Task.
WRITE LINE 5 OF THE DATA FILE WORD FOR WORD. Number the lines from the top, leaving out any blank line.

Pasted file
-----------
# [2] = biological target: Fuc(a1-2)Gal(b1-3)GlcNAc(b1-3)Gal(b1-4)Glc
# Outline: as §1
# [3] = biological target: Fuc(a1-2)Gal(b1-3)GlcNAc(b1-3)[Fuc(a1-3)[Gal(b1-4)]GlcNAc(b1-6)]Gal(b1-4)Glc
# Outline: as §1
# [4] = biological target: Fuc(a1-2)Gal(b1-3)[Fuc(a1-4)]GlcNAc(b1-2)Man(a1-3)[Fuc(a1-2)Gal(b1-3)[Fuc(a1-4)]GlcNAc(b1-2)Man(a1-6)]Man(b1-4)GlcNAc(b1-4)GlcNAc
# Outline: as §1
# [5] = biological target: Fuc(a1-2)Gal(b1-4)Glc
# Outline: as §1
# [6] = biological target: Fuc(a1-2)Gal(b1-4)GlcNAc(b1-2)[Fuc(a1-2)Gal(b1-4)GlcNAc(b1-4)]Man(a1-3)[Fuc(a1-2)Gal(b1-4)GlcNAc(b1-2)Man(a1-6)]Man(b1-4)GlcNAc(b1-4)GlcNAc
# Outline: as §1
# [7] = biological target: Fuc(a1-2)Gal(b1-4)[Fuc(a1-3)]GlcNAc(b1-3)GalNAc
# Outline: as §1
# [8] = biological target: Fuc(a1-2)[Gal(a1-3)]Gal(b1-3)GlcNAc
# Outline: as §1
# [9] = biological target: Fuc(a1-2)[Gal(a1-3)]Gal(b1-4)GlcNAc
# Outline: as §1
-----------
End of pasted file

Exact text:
# [4] = biological target: Fuc(a1-2)Gal(b1-3)[Fuc(a1-4)]GlcNAc(b1-2)Man(a1-3)[Fuc(a1-2)Gal(b1-3)[Fuc(a1-4)]GlcNAc(b1-2)Man(a1-6)]Man(b1-4)GlcNAc(b1-4)GlcNAc